HealthDay News — Infants born at all gestational ages with low-risk delivery characteristics have a low risk for early-onset sepsis (EOS) and may not require initiation of empiric antibiotic therapy immediately following birth, according to a study published online Jan. 12 in Pediatrics.
Dustin D. Flannery, D.O., from the Children’s Hospital of Philadelphia, and colleagues conducted a study involving term and preterm infants born Jan. 1, 2009, to Dec. 31, 2014, with blood culture and with or without cerebrospinal fluid culture, obtained ≤72 hours after birth and used delivery characteristics to identify those at lowest risk for EOS. The criteria for ascertaining low risk for EOS included cesarean delivery, without labor or membrane rupture before delivery, and no antepartum concern for intraamniotic infection or nonreassuring fetal status.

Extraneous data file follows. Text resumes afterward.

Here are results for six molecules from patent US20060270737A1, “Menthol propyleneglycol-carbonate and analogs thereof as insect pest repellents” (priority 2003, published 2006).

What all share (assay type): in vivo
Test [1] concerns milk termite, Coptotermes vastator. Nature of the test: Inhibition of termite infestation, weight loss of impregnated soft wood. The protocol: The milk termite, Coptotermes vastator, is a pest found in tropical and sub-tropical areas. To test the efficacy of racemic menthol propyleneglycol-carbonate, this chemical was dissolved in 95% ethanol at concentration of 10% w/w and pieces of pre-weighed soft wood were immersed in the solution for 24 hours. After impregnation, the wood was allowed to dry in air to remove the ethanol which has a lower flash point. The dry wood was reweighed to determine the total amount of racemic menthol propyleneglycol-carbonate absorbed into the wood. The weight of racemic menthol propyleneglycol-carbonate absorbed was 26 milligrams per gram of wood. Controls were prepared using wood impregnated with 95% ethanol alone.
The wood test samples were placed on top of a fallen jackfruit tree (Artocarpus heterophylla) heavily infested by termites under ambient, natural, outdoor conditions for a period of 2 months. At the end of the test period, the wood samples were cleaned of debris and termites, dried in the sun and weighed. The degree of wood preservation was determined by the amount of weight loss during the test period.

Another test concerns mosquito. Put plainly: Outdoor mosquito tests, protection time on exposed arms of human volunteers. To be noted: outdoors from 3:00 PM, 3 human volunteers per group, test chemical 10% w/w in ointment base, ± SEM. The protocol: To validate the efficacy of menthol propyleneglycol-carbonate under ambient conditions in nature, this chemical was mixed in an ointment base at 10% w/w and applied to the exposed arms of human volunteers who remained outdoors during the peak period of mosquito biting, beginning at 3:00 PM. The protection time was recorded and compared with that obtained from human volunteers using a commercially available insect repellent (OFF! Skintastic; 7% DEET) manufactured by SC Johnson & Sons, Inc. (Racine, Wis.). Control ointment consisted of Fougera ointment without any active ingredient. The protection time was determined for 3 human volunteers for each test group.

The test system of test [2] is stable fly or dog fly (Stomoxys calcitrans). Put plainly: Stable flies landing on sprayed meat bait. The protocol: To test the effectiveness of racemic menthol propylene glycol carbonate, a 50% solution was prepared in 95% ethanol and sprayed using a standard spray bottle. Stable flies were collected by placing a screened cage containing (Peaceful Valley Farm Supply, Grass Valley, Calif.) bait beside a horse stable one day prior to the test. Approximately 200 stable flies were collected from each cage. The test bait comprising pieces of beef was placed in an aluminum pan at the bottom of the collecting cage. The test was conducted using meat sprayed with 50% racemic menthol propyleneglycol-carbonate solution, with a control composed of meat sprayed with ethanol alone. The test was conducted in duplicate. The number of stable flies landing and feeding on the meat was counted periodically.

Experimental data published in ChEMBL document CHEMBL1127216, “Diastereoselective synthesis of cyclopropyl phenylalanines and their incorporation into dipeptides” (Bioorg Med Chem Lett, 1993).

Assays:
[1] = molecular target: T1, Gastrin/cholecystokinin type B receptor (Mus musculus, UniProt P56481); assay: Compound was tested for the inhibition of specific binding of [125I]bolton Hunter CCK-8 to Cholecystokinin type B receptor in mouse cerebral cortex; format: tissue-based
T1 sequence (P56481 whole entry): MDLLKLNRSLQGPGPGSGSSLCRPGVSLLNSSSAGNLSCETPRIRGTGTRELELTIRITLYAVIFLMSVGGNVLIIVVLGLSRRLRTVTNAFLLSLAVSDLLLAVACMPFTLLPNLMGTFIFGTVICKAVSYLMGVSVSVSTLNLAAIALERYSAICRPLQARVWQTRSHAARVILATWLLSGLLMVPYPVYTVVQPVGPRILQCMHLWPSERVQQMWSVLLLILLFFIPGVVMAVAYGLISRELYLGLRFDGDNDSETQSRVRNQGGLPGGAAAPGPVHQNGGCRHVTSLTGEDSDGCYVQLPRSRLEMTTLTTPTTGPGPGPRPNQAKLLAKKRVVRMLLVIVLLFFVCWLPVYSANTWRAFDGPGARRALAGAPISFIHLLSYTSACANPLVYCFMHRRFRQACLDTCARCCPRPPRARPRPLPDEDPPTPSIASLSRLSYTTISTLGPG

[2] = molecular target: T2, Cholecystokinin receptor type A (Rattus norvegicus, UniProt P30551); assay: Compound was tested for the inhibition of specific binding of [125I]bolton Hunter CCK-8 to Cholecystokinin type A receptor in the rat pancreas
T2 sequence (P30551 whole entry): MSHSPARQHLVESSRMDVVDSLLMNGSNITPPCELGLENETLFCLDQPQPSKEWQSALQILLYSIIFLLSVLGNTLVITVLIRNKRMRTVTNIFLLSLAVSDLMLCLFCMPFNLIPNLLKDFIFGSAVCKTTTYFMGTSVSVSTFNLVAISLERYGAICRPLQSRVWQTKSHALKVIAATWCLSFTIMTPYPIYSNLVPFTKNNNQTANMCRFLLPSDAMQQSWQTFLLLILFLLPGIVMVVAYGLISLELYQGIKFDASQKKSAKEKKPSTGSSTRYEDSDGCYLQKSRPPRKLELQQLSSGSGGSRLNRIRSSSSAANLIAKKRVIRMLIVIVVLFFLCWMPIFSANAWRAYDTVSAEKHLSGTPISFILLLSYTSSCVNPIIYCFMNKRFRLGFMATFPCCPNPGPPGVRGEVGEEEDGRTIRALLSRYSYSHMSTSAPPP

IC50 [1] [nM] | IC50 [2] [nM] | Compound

Overall, 7,549 infants were evaluated, and 41 of these had EOS. The researchers found that 14.8 percent of the evaluated infants had low-risk delivery characteristics, and none of these infants had EOS. Antibiotics were initiated in a lower proportion of these infants (80.4 versus 91.0 percent); however, there was no difference in the duration of antibiotics administered to infants born with and without low-risk characteristics (adjusted difference, 0.6 hours; 95 percent confidence interval, −3.8 to 5.1).
“Our study shows that it is safe to withhold antibiotics in infants, including those born preterm, with low-risk delivery characteristics,” Flannery said in a statement. “Such infants are unlikely to be infected at birth, and can be spared the potential complications of systemic antibiotic exposure.”